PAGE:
Home and Community Care Digest
Increased pre-operative and fewer post-operative home visits yield similar outcomes for total joint replacement patients than traditional home care
Method: Consenting TJR patients who were undergoing unilateral total knee replacement (TKR), bilateral TKR, or total hip replacement (THR)) were randomly assigned to the control (number=67) or intervention (number=69) protocol. Control and intervention group patients differed with respect to the number and timing of authorized nurse and physical therapist (PT) visits. Intervention protocols for THR and TKR called for an initial preoperative home visit by a nurse and PT, followed by two postoperative nurse visits and 6 (THR) or 10 (TKR) PT visits compared with 11 to 47 combined nurse/PT visits under the control protocol. All subjects were followed postoperatively for 6 months, with data collected at baseline, 1 month and 6 months post-surgery. Outcome measures included functioning, pain, self-care, quality of life, satisfaction, adverse outcomes, and the use and cost of health care.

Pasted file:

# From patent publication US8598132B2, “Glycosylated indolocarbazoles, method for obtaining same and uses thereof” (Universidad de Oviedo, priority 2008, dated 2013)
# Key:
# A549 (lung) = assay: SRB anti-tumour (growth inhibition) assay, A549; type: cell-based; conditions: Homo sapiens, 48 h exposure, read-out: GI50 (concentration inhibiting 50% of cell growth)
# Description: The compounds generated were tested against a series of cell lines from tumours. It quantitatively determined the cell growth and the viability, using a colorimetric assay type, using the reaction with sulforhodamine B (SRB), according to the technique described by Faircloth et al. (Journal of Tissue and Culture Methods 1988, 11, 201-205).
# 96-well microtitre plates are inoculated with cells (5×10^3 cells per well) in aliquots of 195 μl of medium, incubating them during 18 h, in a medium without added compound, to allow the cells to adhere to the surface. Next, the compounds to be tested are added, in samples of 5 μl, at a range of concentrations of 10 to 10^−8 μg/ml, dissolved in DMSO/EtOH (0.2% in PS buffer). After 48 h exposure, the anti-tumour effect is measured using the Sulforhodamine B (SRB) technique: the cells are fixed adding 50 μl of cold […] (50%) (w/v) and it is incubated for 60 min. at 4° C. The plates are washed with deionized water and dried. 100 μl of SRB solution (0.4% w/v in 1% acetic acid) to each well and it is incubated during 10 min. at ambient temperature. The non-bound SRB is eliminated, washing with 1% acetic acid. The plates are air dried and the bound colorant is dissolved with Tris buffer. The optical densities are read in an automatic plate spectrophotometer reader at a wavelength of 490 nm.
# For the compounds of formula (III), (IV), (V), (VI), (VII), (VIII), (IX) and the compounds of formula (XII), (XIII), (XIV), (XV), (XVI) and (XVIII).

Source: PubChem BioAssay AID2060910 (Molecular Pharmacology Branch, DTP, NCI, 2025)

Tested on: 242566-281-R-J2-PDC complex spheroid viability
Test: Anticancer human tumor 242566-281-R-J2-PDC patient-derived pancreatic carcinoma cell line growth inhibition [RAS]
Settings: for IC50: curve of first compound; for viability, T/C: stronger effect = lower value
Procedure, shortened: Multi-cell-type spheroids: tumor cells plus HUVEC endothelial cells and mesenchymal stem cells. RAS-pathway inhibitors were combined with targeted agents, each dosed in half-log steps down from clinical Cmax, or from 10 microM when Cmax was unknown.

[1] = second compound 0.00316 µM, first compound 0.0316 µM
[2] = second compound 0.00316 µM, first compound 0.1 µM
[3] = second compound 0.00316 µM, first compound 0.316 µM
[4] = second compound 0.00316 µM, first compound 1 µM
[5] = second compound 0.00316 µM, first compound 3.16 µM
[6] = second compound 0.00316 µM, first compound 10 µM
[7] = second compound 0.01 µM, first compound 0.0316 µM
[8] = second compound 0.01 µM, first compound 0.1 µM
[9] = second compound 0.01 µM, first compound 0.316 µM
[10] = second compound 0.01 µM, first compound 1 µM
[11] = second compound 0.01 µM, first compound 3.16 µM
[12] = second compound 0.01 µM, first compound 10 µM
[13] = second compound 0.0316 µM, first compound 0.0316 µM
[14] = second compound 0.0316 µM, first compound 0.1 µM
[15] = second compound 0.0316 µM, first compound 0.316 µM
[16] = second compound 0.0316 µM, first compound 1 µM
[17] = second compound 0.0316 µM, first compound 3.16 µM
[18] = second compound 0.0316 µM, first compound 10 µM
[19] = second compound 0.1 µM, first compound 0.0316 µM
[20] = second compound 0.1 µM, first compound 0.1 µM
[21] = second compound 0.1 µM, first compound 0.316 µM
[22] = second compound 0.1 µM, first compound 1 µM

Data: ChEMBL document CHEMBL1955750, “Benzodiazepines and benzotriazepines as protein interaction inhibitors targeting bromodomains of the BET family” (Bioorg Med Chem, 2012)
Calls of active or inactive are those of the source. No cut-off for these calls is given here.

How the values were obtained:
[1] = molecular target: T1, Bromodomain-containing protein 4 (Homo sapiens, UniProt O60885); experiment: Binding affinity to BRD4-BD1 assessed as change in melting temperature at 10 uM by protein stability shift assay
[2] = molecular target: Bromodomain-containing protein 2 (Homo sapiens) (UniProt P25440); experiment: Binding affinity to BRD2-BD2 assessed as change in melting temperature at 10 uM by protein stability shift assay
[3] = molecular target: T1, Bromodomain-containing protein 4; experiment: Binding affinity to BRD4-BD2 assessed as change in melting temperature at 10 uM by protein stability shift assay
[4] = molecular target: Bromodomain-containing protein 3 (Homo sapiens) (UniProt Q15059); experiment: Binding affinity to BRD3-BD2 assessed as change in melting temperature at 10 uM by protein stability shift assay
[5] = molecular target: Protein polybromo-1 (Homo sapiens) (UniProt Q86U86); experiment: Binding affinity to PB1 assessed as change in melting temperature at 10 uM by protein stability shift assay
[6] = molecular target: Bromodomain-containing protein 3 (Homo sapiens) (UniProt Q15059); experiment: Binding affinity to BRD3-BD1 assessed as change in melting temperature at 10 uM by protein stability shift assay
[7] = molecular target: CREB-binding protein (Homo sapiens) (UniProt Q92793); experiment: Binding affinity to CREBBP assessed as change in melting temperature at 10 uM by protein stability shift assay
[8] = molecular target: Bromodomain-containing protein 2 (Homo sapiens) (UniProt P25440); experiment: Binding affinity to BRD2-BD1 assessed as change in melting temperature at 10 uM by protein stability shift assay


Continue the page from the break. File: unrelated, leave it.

Findings: No significant differences were seen between groups in terms of overall functional status, health-related quality of life, adverse outcomes, short-term rehabilitation hospital use, or with reported satisfaction at 6 months. Hospital readmissions did not differ by group with respect to mean days or mean reimbursement. Mean home care reimbursement was significantly lower in the intervention group, reflecting fewer visits per patient. At six months, the average reimbursement of the treatment group was approximately 55% lower than the control.
Conclusion: Few differences were found in outcomes between control and intervention groups. Although functional status, quality of life, and other satisfaction outcomes were similar for both groups, those receiving the intervention expressed higher satisfaction with access to care despite receiving fewer visits. While other health care costs remained similar between groups, intervention home health care costs were 55% lower. The findings suggest that post-surgical home care visits can be reduced without compromising outcomes in patients with TJR when provided in conjunction with a preoperative home visit. Applying these findings to a Canadian context suggests that costs may be reduced and outcomes maintained through pre-surgical home care referral and contact.
Reference: Weaver, F.M., Hughes, S.L., Almagor, O., Wixson, R., Manheim, L., Fulton, B., and Singer, S. Comparison of two home care protocols for total joint replacement. Journal of the American Geriatrics Society, 2003; 51:523-528.
Be the first to comment on this!
Personal Subscriber? Sign In
Note: Please enter a display name. Your email address will not be publically displayed